The second gate to justice involves the ???desire to explore ??? which captures justice in that no duality in space exists. There are no physical or mental barriers which separate various socio-economic classes in a just city. Injustice is no better documented than in Victorian England. Engels (1844) describes the city of Manchester as being ???peculiarly built, so that a person may live in it for years, and go in and out daily without coming into contact with a working-people??™s quarter or even with workers… by unconscious tacit agreement, as well as with outspoken conscious determination, the working-people??™s quarters are sharply separated from the sections of the city reserved for the middle class, or, if this does not succeed they are concealed with the cloak of charity.??? The third gate: ???Devotion to beauty??™ suggests that it is not only the rich who have the sparkling palaces, but the poor too have the means and right to create and live amongst beauty ??“ they need not be segregated. This promotes the idea of a mixed community, of uniform houses, green spaces and sustainable design. Again in reference to Engel??™s depiction of Victorian England, he describes that houses for the poor were built with ???sole reference to the highest possible profit on the principle that no hole is so bad but that some poor creature must take it who can pay for nothing better.???
The final gate of ???selfless love??™ is one of an innate desire to overcome self-importance and look upon other as deserving equals. Again all socio-economic stratas can live side-by-side. Justice doesn??™t marginalize the poor and force them to live in conditions inferior to the rich which can engender resent and violence. Moreover discrimination on grounds of gender, disability is unacceptable. In Saskia Sassin??™s (1991) depiction of the socially polarized ???global city??? of New York, ???the poor are disproportionately black and hispanic??? and large numbers of this racialised poor are also within households headed by a single female parent. ???Selfless love??? in the philosophy of an ideal city would not have divorce, and as in Helprin??™s shining palaces of New York, family values would be of utmost importance.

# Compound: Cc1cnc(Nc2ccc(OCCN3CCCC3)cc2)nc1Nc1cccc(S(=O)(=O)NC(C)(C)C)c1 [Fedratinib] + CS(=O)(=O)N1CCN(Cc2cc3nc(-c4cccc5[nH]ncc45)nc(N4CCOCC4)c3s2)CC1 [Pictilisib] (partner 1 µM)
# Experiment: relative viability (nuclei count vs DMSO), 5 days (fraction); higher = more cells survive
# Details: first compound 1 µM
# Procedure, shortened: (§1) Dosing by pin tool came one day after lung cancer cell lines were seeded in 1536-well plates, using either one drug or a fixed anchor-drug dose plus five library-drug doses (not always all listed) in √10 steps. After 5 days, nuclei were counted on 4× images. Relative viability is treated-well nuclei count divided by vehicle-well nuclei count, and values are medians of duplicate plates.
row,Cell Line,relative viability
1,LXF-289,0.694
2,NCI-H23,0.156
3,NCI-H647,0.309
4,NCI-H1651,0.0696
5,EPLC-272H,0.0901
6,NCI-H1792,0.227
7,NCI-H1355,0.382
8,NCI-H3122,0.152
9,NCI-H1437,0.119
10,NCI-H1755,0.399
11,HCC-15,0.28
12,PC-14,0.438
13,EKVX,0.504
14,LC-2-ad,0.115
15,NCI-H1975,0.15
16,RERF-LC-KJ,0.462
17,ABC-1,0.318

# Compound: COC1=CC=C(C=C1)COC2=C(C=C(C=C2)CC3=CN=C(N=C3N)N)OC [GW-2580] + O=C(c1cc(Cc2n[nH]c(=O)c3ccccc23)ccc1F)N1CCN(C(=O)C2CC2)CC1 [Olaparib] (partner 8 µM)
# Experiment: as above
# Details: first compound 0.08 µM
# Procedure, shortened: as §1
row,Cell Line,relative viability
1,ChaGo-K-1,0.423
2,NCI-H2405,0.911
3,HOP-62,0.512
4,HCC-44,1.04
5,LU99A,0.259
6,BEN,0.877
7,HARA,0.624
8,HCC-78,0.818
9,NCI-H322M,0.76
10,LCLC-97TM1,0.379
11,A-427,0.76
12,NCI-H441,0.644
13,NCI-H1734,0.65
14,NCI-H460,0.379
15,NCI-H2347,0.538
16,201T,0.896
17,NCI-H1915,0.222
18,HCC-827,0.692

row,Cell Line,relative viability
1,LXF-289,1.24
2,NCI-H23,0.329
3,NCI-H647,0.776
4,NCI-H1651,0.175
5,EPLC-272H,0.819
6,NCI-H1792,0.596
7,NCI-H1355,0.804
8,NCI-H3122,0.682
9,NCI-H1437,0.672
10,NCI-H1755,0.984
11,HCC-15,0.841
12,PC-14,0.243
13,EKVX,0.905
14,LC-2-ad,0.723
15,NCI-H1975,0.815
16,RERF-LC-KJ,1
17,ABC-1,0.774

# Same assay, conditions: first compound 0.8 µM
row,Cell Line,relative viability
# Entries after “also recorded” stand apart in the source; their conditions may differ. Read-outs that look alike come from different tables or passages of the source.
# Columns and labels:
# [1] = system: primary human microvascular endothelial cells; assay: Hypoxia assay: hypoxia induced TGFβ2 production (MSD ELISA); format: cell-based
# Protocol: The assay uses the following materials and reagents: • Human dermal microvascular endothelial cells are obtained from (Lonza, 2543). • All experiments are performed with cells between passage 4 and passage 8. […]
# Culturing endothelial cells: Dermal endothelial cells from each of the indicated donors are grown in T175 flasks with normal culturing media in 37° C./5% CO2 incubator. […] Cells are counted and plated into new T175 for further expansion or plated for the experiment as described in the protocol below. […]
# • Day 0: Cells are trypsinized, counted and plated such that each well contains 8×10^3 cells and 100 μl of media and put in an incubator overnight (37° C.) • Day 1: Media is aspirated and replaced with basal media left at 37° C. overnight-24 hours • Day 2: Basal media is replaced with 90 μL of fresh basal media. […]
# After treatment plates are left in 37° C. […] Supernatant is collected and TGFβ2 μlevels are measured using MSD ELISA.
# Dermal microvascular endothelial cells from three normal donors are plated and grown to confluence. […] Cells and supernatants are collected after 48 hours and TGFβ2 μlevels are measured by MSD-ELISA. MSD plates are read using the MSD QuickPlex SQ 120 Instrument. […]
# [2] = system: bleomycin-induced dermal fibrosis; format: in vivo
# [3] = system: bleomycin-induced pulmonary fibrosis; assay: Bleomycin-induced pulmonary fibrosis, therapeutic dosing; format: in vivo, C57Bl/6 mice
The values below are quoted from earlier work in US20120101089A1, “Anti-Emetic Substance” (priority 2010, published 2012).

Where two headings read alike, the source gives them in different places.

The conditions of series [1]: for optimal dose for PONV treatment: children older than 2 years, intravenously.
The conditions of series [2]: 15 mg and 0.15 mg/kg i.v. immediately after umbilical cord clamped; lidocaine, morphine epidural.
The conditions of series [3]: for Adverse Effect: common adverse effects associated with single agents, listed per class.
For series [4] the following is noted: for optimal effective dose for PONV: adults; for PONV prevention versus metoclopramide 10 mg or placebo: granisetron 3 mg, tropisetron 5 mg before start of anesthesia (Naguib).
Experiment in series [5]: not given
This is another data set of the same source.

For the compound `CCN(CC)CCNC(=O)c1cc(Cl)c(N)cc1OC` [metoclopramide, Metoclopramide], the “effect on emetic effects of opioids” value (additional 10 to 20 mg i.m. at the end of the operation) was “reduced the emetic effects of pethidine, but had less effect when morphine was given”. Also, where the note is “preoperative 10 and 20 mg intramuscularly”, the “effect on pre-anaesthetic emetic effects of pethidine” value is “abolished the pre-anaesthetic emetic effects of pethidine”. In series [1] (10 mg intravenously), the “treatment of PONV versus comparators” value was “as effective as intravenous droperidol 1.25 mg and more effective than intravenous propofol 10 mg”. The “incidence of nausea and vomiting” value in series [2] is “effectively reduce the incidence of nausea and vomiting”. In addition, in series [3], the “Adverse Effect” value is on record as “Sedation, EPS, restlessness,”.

Acceptance of responsibility and selfless love does not necessarily imply ???welfarism??™ as the main solution. Iris Marion Young (1990) provides a powerful theory of injustice which condemns welfarism and its ???institutionalized denial of the domination and oppression that marginalized social groups have suffered and resisted for decades in capitalist societies??? (Brendan Gleeson). What many believe to be corrective justice is challenged. Young argues that domination and oppression must replace material distribution as the central politico-theoretical concerns for progressive social movements. Young shows that the political and institutional practice of distributional justice by capitalist welfare states in the postwar era was hardly a universally beneficial project, rather enshrining the economic and cultural privilege of dominant identities, notably white middle-class men. The result of oppression and injustice for Young is fivefold: ???exploitation, marginalization, powerlessness, cultural imperialism and violence.??? In her analysis marginalized social groups experience these ???faces??? of injustice and modalities of power in different ways.